December 10, 2021

The Situation on the Russia-Ukraine Border

As Russia's troop build-up near its border with Ukraine raises alarm bells in Washington and across Europe, the Biden administration is consulting with allies and considering an unprecedented sanctions package.

The Center for a New American Security has a range of experts with deep knowledge of Russian-Ukraine relations and their respective militaries, U.S. sanctions and foreign policy, and transatlantic relations and NATO. The experts below are available for interviews and have provided short pieces of analysis that may be quoted directly with attribution.

The Biden Administration's Approach

Richard Fontaine (CEO, CNAS)
With its troops massed on Ukraine’s border, Russia is poised to unleash bloody conflict on Kiev’s sovereign territory. In so doing, Moscow may attempt once again to illegally change national boundaries by force – and shake the foundations of European security in the process.

The administration is right to spell out specific, serious costs for such a course of action, and it must be prepared to carry them out if Moscow proceeds with aggression. But it’s unlikely that threats alone will be enough to deter Russia. President Putin appears genuinely to fear Ukraine’s possible Western orientation and the presence of NATO forces on its soil. He clearly craves the status that attends direct talks with the American president.

Engaging Moscow in talks over European security, including on Ukraine and the future of the Minsk Protocol, is an unpleasant but necessary component of resolving the impending crisis. Such diplomacy risks rewarding Russian provocations and will rattle allies worried about a separate peace. The administration can mitigate but not eliminate those downsides. Coupled with serious, clearly-articulated costs, however, talks with Moscow might help avert a Russian invasion.

Even then, it might not work. But given the dire consequences a Russian conquest would engender, the administration should make the effort.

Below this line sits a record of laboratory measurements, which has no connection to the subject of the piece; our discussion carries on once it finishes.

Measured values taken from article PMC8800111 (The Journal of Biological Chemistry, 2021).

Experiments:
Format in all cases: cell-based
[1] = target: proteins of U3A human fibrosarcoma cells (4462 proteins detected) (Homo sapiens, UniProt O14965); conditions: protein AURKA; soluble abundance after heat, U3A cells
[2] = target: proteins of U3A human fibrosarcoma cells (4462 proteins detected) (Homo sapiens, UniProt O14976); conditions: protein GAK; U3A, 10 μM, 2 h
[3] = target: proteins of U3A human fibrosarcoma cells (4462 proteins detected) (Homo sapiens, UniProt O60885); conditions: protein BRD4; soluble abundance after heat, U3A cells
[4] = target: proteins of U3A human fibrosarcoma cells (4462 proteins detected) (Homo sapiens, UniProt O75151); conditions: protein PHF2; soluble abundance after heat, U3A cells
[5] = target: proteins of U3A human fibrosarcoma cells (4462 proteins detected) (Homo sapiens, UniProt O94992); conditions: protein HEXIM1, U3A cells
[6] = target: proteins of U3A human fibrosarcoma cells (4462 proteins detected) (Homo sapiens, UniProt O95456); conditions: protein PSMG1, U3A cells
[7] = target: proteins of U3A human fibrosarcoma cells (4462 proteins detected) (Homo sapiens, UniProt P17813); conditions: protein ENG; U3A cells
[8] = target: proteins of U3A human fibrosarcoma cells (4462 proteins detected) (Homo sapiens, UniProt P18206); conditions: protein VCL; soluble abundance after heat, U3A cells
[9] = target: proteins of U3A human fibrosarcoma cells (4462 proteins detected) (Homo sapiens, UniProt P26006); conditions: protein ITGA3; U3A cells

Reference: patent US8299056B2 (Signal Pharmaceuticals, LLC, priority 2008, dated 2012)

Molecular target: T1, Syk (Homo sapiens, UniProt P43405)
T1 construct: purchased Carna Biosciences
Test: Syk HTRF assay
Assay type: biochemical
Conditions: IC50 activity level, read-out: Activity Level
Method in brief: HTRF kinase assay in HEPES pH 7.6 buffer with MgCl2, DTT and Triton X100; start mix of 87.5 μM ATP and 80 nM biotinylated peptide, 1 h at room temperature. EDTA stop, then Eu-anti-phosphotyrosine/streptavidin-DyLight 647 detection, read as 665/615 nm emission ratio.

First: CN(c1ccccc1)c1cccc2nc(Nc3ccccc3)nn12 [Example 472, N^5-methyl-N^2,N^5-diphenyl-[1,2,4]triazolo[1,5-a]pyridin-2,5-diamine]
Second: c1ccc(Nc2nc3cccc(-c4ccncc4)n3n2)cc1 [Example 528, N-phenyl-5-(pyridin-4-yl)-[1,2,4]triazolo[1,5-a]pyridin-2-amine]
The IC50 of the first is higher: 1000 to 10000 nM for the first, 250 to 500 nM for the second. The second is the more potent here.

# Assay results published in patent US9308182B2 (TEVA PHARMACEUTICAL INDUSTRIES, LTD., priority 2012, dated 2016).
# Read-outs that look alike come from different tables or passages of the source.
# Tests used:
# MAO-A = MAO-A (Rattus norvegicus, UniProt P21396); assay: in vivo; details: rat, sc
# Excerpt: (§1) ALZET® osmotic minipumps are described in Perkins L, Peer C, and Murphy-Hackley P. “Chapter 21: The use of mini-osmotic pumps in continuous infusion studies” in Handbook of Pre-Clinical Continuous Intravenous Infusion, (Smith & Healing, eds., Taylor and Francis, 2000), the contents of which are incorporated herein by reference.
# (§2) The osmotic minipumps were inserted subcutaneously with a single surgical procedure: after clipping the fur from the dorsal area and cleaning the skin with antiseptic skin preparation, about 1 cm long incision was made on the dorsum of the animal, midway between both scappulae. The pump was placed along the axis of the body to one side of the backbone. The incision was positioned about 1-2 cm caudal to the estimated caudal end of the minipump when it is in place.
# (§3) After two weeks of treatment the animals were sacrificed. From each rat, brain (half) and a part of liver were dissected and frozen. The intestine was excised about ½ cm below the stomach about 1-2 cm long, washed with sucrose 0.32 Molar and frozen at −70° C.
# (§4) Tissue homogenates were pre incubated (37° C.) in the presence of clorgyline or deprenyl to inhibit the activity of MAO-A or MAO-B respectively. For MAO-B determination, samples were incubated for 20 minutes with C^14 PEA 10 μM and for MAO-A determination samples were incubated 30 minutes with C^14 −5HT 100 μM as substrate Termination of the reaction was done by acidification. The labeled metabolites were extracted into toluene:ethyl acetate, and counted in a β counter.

Andrea Kendall-Taylor (Senior Fellow and Director, Transatlantic Security)
The virtual call between President Biden and President Putin did not deliver any breakthroughs, not that anyone really expected that it would.

The most notable—and controversial—outcome of the call was an agreement that Biden and Putin’s team would meet for broader discussions on European security and Ukraine’s place in it. The administration’s emphasis on diplomacy is the correct approach, although it would be better if the United States required Russia to withdraw some of its forces as a condition for the talks to move forward.

Nonetheless, the U.S. and its allies should explore all possible principled options to prevent a Russian invasion of Ukraine. This can only be done with careful coordination with Kyiv, NATO, and its member states. In addition to finding an acceptable format, the Biden administration will also have to work with allies on defining the substance of those broader security talks with Russia—clearly some issues are not up for discussion and finding an appropriate “trade space” will be difficult work. The sheer distance between Russia’s objectives and the interests of Ukraine, the U.S., and its allies means that the talks may not produce the outcomes Russia is looking for.

And when the Kremlin doesn’t get what it wants diplomatically, it has shown it will use military force to advance its objectives. We are by no means out of the woods.

A Closer Look at Sanctions

Edward Fishman (Adjunct Fellow, Energy, Economics, and Security)

With roughly 100,000 Russian troops massed near Ukraine’s border, the United States has a narrow window of opportunity to influence Moscow’s decision calculus. President Biden is seeking to use the threat of sanctions to deter Putin from launching a military offensive against Ukraine. For such a threat to have a shot at achieving deterrence, it must be serious. And early signals are that it is indeed serious: After his meeting with Putin, Biden did not mince words: “I made it very clear: If, in fact, he invades Ukraine, there will be severe consequences — severe consequences — and economic consequences like none he’s ever seen...”